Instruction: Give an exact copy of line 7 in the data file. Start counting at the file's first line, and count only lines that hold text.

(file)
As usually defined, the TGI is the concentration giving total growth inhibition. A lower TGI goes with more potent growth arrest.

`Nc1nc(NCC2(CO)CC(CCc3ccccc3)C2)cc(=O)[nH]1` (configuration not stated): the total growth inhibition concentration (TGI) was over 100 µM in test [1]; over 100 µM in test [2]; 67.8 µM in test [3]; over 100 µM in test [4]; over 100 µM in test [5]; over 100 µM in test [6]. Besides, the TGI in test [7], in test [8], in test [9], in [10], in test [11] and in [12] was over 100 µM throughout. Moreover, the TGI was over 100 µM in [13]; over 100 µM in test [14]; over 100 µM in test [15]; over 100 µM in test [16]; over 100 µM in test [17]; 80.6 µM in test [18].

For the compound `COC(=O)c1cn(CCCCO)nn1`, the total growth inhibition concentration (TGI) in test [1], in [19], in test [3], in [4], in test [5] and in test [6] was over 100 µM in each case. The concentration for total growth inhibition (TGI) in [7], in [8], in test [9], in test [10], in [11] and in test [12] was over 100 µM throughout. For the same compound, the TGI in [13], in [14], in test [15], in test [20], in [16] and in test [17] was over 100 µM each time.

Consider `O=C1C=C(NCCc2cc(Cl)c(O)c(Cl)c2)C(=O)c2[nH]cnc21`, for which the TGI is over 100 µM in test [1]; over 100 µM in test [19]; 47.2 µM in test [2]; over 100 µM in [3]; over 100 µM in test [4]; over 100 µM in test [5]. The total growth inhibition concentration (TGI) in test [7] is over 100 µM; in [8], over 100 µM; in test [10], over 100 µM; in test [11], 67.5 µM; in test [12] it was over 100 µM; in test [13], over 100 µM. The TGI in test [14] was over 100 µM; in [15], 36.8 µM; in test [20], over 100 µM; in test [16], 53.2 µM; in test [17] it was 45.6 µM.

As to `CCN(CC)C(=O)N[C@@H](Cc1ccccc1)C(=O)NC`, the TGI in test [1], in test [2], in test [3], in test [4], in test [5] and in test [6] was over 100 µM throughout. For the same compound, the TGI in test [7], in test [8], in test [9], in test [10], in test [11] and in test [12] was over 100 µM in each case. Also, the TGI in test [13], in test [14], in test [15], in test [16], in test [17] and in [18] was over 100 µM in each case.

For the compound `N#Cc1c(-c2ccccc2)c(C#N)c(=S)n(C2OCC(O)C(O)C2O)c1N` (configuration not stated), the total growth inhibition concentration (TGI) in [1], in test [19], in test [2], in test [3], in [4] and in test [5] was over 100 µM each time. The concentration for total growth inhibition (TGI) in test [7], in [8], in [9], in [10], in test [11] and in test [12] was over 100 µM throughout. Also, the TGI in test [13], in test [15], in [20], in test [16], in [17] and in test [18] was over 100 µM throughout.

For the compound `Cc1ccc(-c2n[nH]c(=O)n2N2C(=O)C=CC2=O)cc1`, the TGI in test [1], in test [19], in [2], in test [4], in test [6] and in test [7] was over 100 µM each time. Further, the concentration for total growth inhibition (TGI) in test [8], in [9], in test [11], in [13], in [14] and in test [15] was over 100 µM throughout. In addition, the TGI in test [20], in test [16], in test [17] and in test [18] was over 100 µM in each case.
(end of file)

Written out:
For the compound `Cc1ccc(-c2n[nH]c(=O)n2N2C(=O)C=CC2=O)cc1`, the TGI in test [1], in test [19], in [2], in test [4], in test [6] and in test [7] was over 100 µM each time. Further, the concentration for total growth inhibition (TGI) in test [8], in [9], in test [11], in [13], in [14] and in test [15] was over 100 µM throughout. In addition, the TGI in test [20], in test [16], in test [17] and in test [18] was over 100 µM in each case.